The exciting new Green Library and Innovation Centre heralds a new way in which St Andrew’s College is responding to a rapidly changing world with disruptive technologies and shifting social norms, says Rector Christine Leighton. “Following our wonderful Centenary celebrations last year, we have embarked on the StAC101 initiative in 2018, a new journey which is focused on the future. We are mindful of the inevitable disruption to our educational landscape and The Green Library and Innovation Centre builds upon that. It provides a space where inspiration, innovation, creativity and collaboration are at the heart of how our students learn, understand and dream.”
Christine says the project highlights the focus of the current strategic planning process being undertaken at St Andrew’s, as the College moves into the next phase of its development. “Skills such as teamwork, agility and entrepreneurship are becoming more important in the modern workplace, but don’t necessarily fit into traditional models of academic assessment. We are addressing these types of questions in our strategic planning process. The Green Centre is an exciting step forward in this direction and is providing wonderful opportunities for students to work collaboratively, and have contextual real-life experiences in their learning.”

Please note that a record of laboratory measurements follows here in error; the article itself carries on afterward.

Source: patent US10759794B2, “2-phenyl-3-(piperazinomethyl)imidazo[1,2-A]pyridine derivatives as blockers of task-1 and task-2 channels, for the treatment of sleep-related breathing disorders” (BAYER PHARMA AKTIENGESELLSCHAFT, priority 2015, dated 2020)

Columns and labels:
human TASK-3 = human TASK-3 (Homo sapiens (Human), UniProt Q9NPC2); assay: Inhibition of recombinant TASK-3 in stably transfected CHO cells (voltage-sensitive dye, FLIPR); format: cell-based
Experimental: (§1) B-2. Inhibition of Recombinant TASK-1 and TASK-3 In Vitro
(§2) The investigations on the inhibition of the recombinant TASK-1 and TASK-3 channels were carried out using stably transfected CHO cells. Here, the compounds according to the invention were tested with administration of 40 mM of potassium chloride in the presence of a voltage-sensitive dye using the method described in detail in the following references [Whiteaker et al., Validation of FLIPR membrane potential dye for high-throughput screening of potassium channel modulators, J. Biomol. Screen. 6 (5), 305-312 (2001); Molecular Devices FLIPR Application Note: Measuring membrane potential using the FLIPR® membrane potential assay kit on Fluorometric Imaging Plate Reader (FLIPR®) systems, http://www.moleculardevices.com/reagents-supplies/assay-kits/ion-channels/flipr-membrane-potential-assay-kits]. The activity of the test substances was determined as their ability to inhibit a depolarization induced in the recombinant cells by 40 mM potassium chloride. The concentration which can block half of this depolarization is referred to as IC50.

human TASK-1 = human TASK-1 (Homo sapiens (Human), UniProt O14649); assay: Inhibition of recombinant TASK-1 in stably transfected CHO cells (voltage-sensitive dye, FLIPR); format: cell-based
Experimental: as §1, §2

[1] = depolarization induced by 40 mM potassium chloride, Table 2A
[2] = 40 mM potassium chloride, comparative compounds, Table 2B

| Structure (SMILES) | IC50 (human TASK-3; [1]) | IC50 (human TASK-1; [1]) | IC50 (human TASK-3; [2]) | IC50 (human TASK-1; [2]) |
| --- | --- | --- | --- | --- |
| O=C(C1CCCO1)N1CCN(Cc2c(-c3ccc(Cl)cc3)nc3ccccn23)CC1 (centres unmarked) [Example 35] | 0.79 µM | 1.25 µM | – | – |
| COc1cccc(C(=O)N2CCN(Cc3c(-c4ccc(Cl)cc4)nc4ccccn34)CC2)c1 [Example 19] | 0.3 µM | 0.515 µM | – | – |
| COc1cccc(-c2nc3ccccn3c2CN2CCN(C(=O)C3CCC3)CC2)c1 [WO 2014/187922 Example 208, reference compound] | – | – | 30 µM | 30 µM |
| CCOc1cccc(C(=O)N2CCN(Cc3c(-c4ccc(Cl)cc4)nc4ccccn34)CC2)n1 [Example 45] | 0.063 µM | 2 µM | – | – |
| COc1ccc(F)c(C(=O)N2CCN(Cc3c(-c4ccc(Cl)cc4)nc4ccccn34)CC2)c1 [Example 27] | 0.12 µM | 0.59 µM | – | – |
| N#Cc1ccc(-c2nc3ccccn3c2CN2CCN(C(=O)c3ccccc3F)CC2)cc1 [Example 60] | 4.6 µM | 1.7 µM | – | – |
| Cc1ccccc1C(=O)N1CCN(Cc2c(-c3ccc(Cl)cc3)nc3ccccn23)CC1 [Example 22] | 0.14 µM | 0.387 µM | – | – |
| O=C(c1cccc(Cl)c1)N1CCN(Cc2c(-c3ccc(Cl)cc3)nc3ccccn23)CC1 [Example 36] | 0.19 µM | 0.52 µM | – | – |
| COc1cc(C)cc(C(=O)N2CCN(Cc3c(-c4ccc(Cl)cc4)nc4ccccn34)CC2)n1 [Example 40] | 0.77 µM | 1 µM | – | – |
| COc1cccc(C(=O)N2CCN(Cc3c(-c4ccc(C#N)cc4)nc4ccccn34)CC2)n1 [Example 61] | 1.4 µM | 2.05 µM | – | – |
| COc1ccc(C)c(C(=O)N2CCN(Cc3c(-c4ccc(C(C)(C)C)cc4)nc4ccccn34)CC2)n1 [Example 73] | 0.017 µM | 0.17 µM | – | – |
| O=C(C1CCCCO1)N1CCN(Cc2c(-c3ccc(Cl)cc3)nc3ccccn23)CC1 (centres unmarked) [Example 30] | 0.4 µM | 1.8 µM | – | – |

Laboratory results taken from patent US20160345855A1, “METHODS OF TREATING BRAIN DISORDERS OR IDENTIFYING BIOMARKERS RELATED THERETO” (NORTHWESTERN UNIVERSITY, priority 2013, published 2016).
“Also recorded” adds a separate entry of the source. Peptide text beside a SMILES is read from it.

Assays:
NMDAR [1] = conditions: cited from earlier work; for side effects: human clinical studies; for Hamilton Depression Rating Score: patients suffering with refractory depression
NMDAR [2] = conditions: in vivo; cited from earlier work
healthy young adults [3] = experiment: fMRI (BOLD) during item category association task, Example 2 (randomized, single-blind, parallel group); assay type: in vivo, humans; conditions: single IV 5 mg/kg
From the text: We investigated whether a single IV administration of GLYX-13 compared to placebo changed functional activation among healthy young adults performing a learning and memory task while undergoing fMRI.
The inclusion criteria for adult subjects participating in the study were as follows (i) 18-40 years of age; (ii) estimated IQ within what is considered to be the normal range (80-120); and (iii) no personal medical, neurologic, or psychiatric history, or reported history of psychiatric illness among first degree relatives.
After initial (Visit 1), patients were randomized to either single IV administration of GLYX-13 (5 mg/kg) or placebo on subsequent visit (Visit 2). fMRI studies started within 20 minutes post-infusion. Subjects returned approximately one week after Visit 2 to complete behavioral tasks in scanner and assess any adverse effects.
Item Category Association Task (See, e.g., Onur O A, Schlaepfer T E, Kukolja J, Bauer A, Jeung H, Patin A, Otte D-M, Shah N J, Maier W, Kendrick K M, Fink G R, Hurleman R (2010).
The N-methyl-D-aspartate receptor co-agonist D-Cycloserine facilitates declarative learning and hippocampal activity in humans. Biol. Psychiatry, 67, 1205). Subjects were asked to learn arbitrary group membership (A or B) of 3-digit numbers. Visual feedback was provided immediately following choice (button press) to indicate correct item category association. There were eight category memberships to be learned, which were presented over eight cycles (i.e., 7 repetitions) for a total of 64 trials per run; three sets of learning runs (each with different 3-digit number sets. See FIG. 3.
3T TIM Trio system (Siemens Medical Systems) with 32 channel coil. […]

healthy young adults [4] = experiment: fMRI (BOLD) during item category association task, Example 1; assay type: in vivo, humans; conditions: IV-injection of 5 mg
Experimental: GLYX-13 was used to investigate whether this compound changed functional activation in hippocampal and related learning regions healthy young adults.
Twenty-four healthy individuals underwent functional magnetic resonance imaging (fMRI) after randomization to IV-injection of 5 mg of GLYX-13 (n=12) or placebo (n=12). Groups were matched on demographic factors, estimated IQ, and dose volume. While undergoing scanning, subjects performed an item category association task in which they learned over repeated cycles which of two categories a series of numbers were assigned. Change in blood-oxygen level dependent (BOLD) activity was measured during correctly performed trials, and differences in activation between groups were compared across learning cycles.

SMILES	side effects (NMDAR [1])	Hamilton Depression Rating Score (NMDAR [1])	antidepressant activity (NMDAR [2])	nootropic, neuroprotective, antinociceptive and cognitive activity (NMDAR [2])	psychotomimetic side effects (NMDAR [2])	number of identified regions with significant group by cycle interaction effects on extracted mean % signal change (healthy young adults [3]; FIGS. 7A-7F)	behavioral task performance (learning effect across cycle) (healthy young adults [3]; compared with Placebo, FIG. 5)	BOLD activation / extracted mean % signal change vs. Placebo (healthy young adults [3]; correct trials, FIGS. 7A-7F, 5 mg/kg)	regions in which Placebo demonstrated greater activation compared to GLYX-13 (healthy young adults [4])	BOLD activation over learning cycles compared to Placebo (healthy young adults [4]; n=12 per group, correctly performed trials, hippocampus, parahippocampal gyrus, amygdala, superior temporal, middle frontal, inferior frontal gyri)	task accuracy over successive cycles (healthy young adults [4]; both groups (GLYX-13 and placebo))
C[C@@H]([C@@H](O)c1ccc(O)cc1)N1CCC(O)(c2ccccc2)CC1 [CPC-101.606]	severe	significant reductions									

There are many factors, including the pending NCEA review, focus on Future Learning Environments, and research into disruptive technologies, which are informing educators’ thoughts on how the years of compulsory schooling can be best used to prepare students for a world of unprecedented change, says Christine. “We are excited by this challenge at St Andrew’s. While we intend to stay grounded in our traditions and values, we also have the agility and organisational culture as innovators to adapt and respond quickly to change. Initiatives such as the Green Centre help to ensure we are providing the best possible learning environment for our students. The Centre honours the traditional place of books and joy of reading, while challenging the status quo, celebrating new and exciting technologies, and opening our minds to new possibilities in the Innovation space.”
Students have made themselves at home in the bright, welcoming environment of The Green Library and Innovation Centre, says Head of Innovation and Information Services, Wilj Dekkers. “We’ve seen an immediate change of culture in the Library, which has returned to being a calm place of focus. The new surroundings and comfortable modern furniture, combined with a ban on gaming in the Library during lunchtimes, has seen the Green Centre become many students’ preferred place to read and research. There was been a particular influx of senior students, and within a few weeks of opening the Centre, we had to order more furniture for the mezzanine floor to accommodate them all.”
Junior English classes are allocated time slots in the Library, with a librarian assigned specifically to each group to act as the point-of-contact resource person for staff and students. The librarians’ role has also expanded to include the curation of resources, and to work alongside English teachers when using Library zones.